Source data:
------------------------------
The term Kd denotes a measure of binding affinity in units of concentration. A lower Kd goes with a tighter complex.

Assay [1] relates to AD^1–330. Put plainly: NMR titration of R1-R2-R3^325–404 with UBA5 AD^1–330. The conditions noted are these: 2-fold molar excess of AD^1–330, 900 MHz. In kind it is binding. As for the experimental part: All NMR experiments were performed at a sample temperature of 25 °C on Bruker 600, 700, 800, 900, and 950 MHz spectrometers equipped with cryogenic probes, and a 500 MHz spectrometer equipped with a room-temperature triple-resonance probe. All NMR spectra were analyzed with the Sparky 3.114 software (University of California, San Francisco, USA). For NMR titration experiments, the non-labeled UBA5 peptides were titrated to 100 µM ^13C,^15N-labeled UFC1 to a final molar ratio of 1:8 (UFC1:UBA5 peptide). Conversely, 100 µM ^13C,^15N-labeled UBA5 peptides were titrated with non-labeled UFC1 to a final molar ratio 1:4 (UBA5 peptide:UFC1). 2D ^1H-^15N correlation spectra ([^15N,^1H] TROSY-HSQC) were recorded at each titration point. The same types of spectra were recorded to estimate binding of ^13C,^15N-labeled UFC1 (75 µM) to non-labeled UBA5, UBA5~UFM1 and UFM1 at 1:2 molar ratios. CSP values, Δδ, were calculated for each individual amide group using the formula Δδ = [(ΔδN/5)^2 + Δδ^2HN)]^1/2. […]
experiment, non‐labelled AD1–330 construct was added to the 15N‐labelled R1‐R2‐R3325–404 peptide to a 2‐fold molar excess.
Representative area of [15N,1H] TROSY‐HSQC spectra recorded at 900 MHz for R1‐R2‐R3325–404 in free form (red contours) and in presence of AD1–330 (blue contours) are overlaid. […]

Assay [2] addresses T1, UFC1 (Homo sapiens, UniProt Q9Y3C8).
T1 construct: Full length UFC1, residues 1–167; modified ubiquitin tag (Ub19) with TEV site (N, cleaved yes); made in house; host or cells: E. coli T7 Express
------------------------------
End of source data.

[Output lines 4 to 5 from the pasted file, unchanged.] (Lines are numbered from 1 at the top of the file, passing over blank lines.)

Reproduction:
Representative area of [15N,1H] TROSY‐HSQC spectra recorded at 900 MHz for R1‐R2‐R3325–404 in free form (red contours) and in presence of AD1–330 (blue contours) are overlaid. […]

Assay [2] addresses T1, UFC1 (Homo sapiens, UniProt Q9Y3C8).